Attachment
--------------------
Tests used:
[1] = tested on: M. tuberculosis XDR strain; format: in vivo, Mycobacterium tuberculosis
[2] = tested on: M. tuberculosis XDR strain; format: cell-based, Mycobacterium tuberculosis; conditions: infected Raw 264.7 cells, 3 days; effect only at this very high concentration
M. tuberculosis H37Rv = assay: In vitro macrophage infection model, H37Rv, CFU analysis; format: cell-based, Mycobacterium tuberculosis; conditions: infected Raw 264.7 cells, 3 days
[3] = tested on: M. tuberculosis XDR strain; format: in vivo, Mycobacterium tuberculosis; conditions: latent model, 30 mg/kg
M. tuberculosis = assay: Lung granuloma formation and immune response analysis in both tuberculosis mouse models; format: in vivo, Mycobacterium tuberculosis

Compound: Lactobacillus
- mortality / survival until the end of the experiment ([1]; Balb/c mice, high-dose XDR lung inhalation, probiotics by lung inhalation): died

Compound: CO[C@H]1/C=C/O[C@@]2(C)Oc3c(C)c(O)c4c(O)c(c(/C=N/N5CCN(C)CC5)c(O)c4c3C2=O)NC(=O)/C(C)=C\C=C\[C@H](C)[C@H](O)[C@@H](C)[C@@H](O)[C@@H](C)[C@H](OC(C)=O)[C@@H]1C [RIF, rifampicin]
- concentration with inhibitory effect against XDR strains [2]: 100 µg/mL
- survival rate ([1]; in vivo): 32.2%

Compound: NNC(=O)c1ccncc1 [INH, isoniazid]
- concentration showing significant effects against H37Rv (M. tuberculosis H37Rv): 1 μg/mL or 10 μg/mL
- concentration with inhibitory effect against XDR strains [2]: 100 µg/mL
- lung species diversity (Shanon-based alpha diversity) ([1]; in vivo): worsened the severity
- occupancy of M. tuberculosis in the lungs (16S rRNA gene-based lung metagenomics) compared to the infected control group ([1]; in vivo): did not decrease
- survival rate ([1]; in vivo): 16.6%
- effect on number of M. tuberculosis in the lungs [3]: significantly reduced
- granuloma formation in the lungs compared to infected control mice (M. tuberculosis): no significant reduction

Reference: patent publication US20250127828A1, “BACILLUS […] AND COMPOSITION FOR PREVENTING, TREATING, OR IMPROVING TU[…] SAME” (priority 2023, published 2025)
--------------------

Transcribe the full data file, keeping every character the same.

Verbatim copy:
Tests used:
[1] = tested on: M. tuberculosis XDR strain; format: in vivo, Mycobacterium tuberculosis
[2] = tested on: M. tuberculosis XDR strain; format: cell-based, Mycobacterium tuberculosis; conditions: infected Raw 264.7 cells, 3 days; effect only at this very high concentration
M. tuberculosis H37Rv = assay: In vitro macrophage infection model, H37Rv, CFU analysis; format: cell-based, Mycobacterium tuberculosis; conditions: infected Raw 264.7 cells, 3 days
[3] = tested on: M. tuberculosis XDR strain; format: in vivo, Mycobacterium tuberculosis; conditions: latent model, 30 mg/kg
M. tuberculosis = assay: Lung granuloma formation and immune response analysis in both tuberculosis mouse models; format: in vivo, Mycobacterium tuberculosis

Compound: Lactobacillus
- mortality / survival until the end of the experiment ([1]; Balb/c mice, high-dose XDR lung inhalation, probiotics by lung inhalation): died

Compound: CO[C@H]1/C=C/O[C@@]2(C)Oc3c(C)c(O)c4c(O)c(c(/C=N/N5CCN(C)CC5)c(O)c4c3C2=O)NC(=O)/C(C)=C\C=C\[C@H](C)[C@H](O)[C@@H](C)[C@@H](O)[C@@H](C)[C@H](OC(C)=O)[C@@H]1C [RIF, rifampicin]
- concentration with inhibitory effect against XDR strains [2]: 100 µg/mL
- survival rate ([1]; in vivo): 32.2%

Compound: NNC(=O)c1ccncc1 [INH, isoniazid]
- concentration showing significant effects against H37Rv (M. tuberculosis H37Rv): 1 μg/mL or 10 μg/mL
- concentration with inhibitory effect against XDR strains [2]: 100 µg/mL
- lung species diversity (Shanon-based alpha diversity) ([1]; in vivo): worsened the severity
- occupancy of M. tuberculosis in the lungs (16S rRNA gene-based lung metagenomics) compared to the infected control group ([1]; in vivo): did not decrease
- survival rate ([1]; in vivo): 16.6%
- effect on number of M. tuberculosis in the lungs [3]: significantly reduced
- granuloma formation in the lungs compared to infected control mice (M. tuberculosis): no significant reduction

Reference: patent publication US20250127828A1, “BACILLUS […] AND COMPOSITION FOR PREVENTING, TREATING, OR IMPROVING TU[…] SAME” (priority 2023, published 2025)